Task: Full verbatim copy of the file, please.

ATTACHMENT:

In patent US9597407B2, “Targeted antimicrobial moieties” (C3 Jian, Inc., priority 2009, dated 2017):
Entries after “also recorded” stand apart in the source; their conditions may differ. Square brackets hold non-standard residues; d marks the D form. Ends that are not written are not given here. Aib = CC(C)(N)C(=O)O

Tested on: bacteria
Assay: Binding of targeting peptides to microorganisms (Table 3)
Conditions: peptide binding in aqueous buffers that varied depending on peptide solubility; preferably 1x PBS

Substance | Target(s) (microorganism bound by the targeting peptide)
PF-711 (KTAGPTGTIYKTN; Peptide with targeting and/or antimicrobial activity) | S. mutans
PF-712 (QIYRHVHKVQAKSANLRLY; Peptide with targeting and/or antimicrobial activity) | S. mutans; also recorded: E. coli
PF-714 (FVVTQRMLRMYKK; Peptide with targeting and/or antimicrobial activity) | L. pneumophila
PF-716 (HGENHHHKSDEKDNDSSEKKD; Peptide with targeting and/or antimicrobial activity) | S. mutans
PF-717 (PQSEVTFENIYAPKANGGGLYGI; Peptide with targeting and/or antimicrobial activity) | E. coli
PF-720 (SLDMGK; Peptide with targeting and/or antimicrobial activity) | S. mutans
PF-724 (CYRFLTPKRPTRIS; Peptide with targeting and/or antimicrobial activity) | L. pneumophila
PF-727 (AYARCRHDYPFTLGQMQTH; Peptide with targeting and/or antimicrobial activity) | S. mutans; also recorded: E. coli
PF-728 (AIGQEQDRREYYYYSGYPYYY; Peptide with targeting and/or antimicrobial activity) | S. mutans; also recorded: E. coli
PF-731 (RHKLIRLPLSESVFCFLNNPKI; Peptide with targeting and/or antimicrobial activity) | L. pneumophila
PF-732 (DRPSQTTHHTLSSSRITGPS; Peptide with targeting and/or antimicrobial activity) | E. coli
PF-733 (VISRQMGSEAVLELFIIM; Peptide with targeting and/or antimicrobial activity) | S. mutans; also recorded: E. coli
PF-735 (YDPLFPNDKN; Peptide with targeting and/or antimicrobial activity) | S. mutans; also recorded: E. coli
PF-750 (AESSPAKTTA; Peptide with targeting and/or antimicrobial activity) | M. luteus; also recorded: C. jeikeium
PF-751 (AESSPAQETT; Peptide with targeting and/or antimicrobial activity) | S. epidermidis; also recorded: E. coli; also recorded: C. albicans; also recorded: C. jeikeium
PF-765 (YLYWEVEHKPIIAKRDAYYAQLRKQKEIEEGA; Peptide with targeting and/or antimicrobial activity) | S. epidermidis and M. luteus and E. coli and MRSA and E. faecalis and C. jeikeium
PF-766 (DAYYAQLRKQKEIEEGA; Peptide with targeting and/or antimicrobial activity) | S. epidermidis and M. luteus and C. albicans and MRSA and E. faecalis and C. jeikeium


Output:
In patent US9597407B2, “Targeted antimicrobial moieties” (C3 Jian, Inc., priority 2009, dated 2017):
Entries after “also recorded” stand apart in the source; their conditions may differ. Square brackets hold non-standard residues; d marks the D form. Ends that are not written are not given here. Aib = CC(C)(N)C(=O)O

Tested on: bacteria
Assay: Binding of targeting peptides to microorganisms (Table 3)
Conditions: peptide binding in aqueous buffers that varied depending on peptide solubility; preferably 1x PBS

Substance | Target(s) (microorganism bound by the targeting peptide)
PF-711 (KTAGPTGTIYKTN; Peptide with targeting and/or antimicrobial activity) | S. mutans
PF-712 (QIYRHVHKVQAKSANLRLY; Peptide with targeting and/or antimicrobial activity) | S. mutans; also recorded: E. coli
PF-714 (FVVTQRMLRMYKK; Peptide with targeting and/or antimicrobial activity) | L. pneumophila
PF-716 (HGENHHHKSDEKDNDSSEKKD; Peptide with targeting and/or antimicrobial activity) | S. mutans
PF-717 (PQSEVTFENIYAPKANGGGLYGI; Peptide with targeting and/or antimicrobial activity) | E. coli
PF-720 (SLDMGK; Peptide with targeting and/or antimicrobial activity) | S. mutans
PF-724 (CYRFLTPKRPTRIS; Peptide with targeting and/or antimicrobial activity) | L. pneumophila
PF-727 (AYARCRHDYPFTLGQMQTH; Peptide with targeting and/or antimicrobial activity) | S. mutans; also recorded: E. coli
PF-728 (AIGQEQDRREYYYYSGYPYYY; Peptide with targeting and/or antimicrobial activity) | S. mutans; also recorded: E. coli
PF-731 (RHKLIRLPLSESVFCFLNNPKI; Peptide with targeting and/or antimicrobial activity) | L. pneumophila
PF-732 (DRPSQTTHHTLSSSRITGPS; Peptide with targeting and/or antimicrobial activity) | E. coli
PF-733 (VISRQMGSEAVLELFIIM; Peptide with targeting and/or antimicrobial activity) | S. mutans; also recorded: E. coli
PF-735 (YDPLFPNDKN; Peptide with targeting and/or antimicrobial activity) | S. mutans; also recorded: E. coli
PF-750 (AESSPAKTTA; Peptide with targeting and/or antimicrobial activity) | M. luteus; also recorded: C. jeikeium
PF-751 (AESSPAQETT; Peptide with targeting and/or antimicrobial activity) | S. epidermidis; also recorded: E. coli; also recorded: C. albicans; also recorded: C. jeikeium
PF-765 (YLYWEVEHKPIIAKRDAYYAQLRKQKEIEEGA; Peptide with targeting and/or antimicrobial activity) | S. epidermidis and M. luteus and E. coli and MRSA and E. faecalis and C. jeikeium
PF-766 (DAYYAQLRKQKEIEEGA; Peptide with targeting and/or antimicrobial activity) | S. epidermidis and M. luteus and C. albicans and MRSA and E. faecalis and C. jeikeium